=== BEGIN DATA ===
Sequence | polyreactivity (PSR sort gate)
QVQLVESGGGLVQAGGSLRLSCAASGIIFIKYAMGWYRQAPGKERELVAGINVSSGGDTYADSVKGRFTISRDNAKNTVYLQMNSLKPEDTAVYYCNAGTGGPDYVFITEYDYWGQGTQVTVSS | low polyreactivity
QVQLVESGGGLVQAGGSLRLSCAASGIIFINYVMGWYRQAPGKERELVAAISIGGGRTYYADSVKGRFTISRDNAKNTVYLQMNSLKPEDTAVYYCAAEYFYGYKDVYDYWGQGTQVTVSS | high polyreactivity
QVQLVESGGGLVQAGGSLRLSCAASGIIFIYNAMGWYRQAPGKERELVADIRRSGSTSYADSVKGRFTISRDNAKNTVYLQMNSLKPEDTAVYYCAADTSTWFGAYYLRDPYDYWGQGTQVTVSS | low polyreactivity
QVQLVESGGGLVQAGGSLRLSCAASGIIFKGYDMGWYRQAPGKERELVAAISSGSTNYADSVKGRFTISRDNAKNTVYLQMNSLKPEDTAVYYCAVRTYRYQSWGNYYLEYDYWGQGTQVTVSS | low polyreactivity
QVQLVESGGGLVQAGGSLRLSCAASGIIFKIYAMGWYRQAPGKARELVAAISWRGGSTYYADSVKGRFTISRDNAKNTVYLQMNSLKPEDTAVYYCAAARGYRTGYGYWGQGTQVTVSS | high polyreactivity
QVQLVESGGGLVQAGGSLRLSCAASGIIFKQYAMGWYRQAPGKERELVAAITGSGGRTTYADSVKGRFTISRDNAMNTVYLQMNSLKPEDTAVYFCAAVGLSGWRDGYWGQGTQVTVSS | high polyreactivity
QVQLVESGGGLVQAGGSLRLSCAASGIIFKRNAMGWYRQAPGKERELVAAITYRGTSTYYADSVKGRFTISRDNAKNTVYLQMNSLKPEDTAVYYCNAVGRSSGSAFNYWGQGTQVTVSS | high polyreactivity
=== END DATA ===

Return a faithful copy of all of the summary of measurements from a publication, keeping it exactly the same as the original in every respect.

Sequence | polyreactivity (PSR sort gate)
QVQLVESGGGLVQAGGSLRLSCAASGIIFIKYAMGWYRQAPGKERELVAGINVSSGGDTYADSVKGRFTISRDNAKNTVYLQMNSLKPEDTAVYYCNAGTGGPDYVFITEYDYWGQGTQVTVSS | low polyreactivity
QVQLVESGGGLVQAGGSLRLSCAASGIIFINYVMGWYRQAPGKERELVAAISIGGGRTYYADSVKGRFTISRDNAKNTVYLQMNSLKPEDTAVYYCAAEYFYGYKDVYDYWGQGTQVTVSS | high polyreactivity
QVQLVESGGGLVQAGGSLRLSCAASGIIFIYNAMGWYRQAPGKERELVADIRRSGSTSYADSVKGRFTISRDNAKNTVYLQMNSLKPEDTAVYYCAADTSTWFGAYYLRDPYDYWGQGTQVTVSS | low polyreactivity
QVQLVESGGGLVQAGGSLRLSCAASGIIFKGYDMGWYRQAPGKERELVAAISSGSTNYADSVKGRFTISRDNAKNTVYLQMNSLKPEDTAVYYCAVRTYRYQSWGNYYLEYDYWGQGTQVTVSS | low polyreactivity
QVQLVESGGGLVQAGGSLRLSCAASGIIFKIYAMGWYRQAPGKARELVAAISWRGGSTYYADSVKGRFTISRDNAKNTVYLQMNSLKPEDTAVYYCAAARGYRTGYGYWGQGTQVTVSS | high polyreactivity
QVQLVESGGGLVQAGGSLRLSCAASGIIFKQYAMGWYRQAPGKERELVAAITGSGGRTTYADSVKGRFTISRDNAMNTVYLQMNSLKPEDTAVYFCAAVGLSGWRDGYWGQGTQVTVSS | high polyreactivity
QVQLVESGGGLVQAGGSLRLSCAASGIIFKRNAMGWYRQAPGKERELVAAITYRGTSTYYADSVKGRFTISRDNAKNTVYLQMNSLKPEDTAVYYCNAVGRSSGSAFNYWGQGTQVTVSS | high polyreactivity